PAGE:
Hench-Sized Comic Book Reviews – 7/5/14

Happy Day after Independence Day! Did everybody watch the movie, Independence Day, like I do every year? Or should do every year…I need some Fourth of July traditions. I need to be more patriotic. And there’s nothing more patriotic than reading comics! Especially Captain America comics…which I didn’t do this week. Man, I’m bad at this.

Anyway, I mostly read Marvel comics this week, because DC didn’t have much of anything to tickle my fancy. We’ve still got new Batman Eternal, because I’m still subjecting myself to that series. But we’ve also got new issues of X-Factor, Magneto, Moon Knight, Original Sin and the first issue of Legendary Star-Lord. If you’re wondering why they added the word ‘Legendary’, well, it’s kind of obvious once you read the comic, but not for the reason Marvel probably wants.

Thor: God of Thunder #24 wins Comic Book of the Week for another one of those quieter, talking heads issues that Jason Aaron does so well with this series. I tell ya, Thor has never felt so grand and yet so personable.

Needs more Beta Ray Bill.

Comic Reviews: All-New X-Factor #10, Batman Eternal #13, Legendary Star-Lord #1, Magneto #6, Moon Knight #5, Original Sin #5 and Thor: God of Thunder #24. 


X-Factor #10

All-New X-Factor #10
Writer: Peter David
Artist: Carmine Di Giandomenico

At this point, I’m kind of just reading All-New X-Factor out of habit. I still think Peter David is just doing a serviceable job on this series. He’s got his characters, he’s got a general direction, and he’s pretty much just cruising along with a generally jovial superhero comic. I suppose that’s fine, but these days, I want more from my comics.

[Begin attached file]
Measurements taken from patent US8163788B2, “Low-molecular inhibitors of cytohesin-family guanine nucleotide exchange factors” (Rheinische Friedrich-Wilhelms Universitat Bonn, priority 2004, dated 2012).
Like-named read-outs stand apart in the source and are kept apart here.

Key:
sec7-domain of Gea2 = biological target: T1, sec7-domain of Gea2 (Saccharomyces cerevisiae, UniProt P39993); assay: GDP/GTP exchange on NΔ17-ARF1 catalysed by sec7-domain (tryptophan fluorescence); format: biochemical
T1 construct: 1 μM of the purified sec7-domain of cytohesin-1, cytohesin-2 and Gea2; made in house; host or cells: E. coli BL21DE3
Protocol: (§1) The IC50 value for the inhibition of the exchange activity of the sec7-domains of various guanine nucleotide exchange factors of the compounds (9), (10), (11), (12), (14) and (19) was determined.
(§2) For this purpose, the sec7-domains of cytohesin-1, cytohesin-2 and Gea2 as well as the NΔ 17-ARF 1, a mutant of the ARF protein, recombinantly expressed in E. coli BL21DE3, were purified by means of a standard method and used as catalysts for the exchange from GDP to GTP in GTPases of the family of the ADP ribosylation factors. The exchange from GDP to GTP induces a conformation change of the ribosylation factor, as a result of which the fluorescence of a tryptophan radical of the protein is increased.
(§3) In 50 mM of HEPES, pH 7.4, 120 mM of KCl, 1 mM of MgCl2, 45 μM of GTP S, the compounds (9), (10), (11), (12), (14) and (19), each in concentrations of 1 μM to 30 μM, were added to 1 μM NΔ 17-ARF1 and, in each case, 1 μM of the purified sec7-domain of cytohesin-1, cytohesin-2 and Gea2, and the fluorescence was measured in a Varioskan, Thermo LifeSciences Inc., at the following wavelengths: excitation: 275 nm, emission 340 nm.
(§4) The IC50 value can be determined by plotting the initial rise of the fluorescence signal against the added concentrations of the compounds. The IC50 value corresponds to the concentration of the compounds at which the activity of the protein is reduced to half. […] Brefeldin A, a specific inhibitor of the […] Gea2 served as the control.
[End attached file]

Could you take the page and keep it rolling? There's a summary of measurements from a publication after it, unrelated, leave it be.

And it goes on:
Georgia’s father is the super-villain Memento Mori, and he takes her to his super-villain lair, which is a lab inside the world’s biggest mall, which he also owns. He’s another super-villain businessman, and he’s always been on the lookout for his long lost daughter so that she can join his criminal empire. Meanwhile, X-Factor regroups and starts tracking Georgia and Mori to the mall. They arrive in time to help Georgia make her grand escape. She doesn’t want to join her father, so she tries to flee from mall security. X-Factor grabs Georgia and teleports her to safety – but Harrison Snow is controlling the teleporter, and he just found out that Gambit slept with his wife, so Gambit gets left behind to face Mori alone.

Comic Rating: 6/10 – Pretty Good.

I didn’t like All-New X-Factor in the beginning because I was let down by what the comic was and what I thought it could be. Random superheroes on a random team doing random things? Boring! Unfortunately, the title hasn’t really moved beyond that basic set-up, and that’s disappointing. I’ve warmed up to it a bit, because PAD is a fine writer, but there’s just nothing very exciting about All-New X-Factor. I’ll admit that the story of Georgia might be cool, but now she’s mixed up with a weird super-villain dad, and another generic fight between our heroes and some bad guys. Though PAD  does seem to be building towards something where all the super-villains our heroes face are some kind of corporate leader. That’s probably going to mean something later on.

This issue is just X-Factor fighting some mall security guards for the fate of a girl that they don’t really have any authority over. Memento Mori could perhaps be an interesting super-villain, but there isn’t much to him at the moment. He’s just a bad guy who does bad things because that’s what they do. PAD still can’t seem to really tap into anything deeper or more interesting about any of his characters. They’re all just kind of there, doing their thing.


Batman Eternal #13

Batman Eternal #13
Writers: James Tynion IV and Scott Snyder
Artists: Mikel Janin and Guillermo Ortega

I think this Tynion fella might have a good head on his shoulders. He’s brought some focus to Batman Eternal, with the help of Janin on art, and it’s not half bad for the second issue in a row. Again, it helps that something is being done to really kick Commissioner McCrookedcop in his stupid face! That’s going a long way to making me feel better about this comic.